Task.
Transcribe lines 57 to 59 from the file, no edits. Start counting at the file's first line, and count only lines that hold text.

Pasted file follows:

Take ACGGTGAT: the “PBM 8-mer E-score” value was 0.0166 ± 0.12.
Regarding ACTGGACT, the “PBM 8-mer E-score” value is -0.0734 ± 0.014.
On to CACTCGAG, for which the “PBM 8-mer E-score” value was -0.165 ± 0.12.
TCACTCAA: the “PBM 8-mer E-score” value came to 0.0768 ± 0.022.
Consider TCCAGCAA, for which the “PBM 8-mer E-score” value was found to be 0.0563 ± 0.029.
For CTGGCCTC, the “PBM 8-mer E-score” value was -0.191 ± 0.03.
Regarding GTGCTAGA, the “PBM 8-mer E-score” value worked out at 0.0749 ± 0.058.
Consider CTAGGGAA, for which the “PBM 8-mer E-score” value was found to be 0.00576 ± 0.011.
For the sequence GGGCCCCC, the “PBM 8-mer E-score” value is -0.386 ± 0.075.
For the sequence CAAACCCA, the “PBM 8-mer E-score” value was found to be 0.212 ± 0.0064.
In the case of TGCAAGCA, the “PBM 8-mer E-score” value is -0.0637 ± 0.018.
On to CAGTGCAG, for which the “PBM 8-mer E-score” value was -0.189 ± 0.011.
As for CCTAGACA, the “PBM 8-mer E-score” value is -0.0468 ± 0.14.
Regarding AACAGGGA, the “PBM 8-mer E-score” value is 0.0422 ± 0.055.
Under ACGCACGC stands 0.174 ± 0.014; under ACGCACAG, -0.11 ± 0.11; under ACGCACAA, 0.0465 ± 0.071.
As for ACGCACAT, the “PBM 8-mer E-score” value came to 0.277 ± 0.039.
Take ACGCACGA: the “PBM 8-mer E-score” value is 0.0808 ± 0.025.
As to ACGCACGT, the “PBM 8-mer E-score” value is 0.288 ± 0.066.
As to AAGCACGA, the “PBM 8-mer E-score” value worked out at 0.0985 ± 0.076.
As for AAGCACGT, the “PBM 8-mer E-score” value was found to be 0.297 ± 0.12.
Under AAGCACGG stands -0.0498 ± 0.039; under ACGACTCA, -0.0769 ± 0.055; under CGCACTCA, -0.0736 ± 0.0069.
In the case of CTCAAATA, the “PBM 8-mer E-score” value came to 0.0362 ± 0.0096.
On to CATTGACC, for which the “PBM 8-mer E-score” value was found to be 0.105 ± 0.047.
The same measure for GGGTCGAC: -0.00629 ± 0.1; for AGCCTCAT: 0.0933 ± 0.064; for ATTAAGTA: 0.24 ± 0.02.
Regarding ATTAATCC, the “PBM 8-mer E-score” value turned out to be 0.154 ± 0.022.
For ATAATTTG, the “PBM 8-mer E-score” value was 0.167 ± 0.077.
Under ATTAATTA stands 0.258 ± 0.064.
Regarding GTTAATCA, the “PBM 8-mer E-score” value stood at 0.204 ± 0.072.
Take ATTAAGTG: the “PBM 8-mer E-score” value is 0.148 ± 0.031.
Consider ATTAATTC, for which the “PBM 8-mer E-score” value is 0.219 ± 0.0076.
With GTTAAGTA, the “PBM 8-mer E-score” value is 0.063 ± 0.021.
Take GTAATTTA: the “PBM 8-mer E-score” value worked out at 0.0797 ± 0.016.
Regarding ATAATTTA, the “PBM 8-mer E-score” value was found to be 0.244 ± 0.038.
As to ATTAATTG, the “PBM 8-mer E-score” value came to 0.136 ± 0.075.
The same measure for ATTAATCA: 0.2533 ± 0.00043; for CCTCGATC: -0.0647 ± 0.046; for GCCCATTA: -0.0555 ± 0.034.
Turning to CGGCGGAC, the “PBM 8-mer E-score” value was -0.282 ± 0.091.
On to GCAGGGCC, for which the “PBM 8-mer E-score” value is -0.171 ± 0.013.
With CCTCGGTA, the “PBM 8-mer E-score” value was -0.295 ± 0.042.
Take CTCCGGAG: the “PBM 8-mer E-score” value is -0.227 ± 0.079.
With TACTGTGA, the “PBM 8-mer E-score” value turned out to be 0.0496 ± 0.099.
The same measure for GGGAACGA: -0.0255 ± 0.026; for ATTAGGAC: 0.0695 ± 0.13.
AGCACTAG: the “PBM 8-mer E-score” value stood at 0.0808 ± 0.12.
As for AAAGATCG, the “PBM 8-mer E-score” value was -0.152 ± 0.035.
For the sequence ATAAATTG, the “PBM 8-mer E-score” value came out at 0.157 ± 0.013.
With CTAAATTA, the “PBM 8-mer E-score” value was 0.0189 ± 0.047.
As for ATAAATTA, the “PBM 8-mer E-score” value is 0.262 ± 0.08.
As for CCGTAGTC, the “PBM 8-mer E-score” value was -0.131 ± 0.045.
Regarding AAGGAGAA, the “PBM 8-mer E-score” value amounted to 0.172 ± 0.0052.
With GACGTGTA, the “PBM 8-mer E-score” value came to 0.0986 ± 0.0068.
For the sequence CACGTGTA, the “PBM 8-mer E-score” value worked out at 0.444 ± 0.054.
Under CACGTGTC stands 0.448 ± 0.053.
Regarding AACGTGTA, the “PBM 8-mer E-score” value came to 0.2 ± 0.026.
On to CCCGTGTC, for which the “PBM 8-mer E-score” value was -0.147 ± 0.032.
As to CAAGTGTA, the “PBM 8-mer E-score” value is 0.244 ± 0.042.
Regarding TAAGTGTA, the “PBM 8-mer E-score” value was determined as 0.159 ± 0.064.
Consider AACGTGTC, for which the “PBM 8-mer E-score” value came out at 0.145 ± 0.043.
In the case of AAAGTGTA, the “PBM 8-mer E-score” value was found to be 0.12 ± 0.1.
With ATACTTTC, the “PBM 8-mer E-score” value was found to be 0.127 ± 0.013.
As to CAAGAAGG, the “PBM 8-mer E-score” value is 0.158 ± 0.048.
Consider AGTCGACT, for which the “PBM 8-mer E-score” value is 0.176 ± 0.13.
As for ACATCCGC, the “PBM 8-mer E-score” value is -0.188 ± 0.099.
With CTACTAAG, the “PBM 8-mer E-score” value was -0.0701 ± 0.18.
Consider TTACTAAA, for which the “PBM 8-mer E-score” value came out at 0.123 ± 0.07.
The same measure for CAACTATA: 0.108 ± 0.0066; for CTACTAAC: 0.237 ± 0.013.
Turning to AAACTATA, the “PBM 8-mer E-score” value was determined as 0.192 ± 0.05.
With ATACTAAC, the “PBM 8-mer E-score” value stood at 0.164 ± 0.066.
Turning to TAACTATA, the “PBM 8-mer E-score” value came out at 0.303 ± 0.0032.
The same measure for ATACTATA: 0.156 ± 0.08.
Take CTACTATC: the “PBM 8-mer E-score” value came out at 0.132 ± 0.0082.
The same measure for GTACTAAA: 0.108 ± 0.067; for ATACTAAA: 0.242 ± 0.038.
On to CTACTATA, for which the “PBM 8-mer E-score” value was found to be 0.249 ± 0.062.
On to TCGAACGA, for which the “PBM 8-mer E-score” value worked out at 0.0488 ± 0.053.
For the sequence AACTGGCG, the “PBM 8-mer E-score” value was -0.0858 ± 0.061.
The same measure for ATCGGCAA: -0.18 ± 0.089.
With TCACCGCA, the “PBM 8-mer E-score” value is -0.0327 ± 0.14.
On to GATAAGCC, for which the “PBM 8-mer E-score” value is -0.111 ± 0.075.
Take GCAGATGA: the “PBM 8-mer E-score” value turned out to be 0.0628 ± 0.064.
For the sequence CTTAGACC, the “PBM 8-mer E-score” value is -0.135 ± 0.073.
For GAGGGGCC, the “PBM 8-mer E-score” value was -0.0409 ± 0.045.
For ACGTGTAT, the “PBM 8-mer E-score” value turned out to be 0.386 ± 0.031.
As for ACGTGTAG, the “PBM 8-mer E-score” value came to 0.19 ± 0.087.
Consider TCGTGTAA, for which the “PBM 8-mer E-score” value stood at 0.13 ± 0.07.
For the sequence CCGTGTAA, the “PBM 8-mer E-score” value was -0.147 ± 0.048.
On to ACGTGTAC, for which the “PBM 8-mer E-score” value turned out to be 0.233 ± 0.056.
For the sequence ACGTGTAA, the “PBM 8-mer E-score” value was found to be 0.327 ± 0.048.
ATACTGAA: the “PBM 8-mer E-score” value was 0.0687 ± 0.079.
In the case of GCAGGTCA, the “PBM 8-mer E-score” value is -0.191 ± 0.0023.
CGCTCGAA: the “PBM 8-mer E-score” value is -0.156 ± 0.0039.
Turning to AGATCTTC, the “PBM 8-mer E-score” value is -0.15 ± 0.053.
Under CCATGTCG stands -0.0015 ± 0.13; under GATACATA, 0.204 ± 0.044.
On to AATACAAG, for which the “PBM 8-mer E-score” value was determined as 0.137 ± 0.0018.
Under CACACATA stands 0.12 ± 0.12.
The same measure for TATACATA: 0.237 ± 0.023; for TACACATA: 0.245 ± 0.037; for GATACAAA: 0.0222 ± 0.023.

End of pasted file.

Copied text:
In the case of AAAGTGTA, the “PBM 8-mer E-score” value was found to be 0.12 ± 0.1.
With ATACTTTC, the “PBM 8-mer E-score” value was found to be 0.127 ± 0.013.
As to CAAGAAGG, the “PBM 8-mer E-score” value is 0.158 ± 0.048.